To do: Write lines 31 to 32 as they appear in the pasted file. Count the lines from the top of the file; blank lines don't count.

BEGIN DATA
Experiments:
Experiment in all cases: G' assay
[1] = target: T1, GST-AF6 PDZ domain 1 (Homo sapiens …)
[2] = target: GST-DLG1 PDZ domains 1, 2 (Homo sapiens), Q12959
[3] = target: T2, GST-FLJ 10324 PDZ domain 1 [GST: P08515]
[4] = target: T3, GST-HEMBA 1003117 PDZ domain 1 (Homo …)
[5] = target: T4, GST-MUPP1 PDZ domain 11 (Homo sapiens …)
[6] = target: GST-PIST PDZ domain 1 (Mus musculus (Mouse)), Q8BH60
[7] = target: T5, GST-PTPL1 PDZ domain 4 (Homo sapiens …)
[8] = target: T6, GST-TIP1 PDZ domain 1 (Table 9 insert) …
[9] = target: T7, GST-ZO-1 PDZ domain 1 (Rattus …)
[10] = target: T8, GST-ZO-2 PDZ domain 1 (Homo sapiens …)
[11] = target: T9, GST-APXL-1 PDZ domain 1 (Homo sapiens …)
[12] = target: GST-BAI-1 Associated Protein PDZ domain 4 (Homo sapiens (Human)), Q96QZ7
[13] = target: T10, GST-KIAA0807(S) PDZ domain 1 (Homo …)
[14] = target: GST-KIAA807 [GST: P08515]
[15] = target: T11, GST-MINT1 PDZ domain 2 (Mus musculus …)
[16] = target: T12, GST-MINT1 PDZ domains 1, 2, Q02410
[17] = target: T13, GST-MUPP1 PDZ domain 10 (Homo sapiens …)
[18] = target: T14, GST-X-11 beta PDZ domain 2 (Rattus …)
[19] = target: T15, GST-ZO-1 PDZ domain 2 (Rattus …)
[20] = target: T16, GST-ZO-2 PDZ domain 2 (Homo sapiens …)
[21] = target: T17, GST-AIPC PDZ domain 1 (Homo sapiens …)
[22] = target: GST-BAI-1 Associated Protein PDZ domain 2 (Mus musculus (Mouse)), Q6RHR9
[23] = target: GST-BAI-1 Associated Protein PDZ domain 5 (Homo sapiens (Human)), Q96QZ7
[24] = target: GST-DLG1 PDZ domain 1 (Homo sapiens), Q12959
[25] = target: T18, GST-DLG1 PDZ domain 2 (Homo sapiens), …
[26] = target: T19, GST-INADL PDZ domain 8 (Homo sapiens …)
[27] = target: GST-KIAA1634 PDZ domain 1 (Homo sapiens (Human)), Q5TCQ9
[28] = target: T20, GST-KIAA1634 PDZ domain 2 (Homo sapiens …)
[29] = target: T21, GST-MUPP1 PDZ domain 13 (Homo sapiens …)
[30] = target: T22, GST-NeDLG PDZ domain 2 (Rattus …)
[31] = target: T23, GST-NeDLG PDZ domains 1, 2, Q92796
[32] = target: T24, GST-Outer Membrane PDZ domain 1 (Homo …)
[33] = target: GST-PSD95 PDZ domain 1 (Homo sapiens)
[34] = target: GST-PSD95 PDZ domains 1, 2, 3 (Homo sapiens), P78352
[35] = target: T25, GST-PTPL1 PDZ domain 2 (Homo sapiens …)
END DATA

[29] = target: T21, GST-MUPP1 PDZ domain 13 (Homo sapiens …)
[30] = target: T22, GST-NeDLG PDZ domain 2 (Rattus …)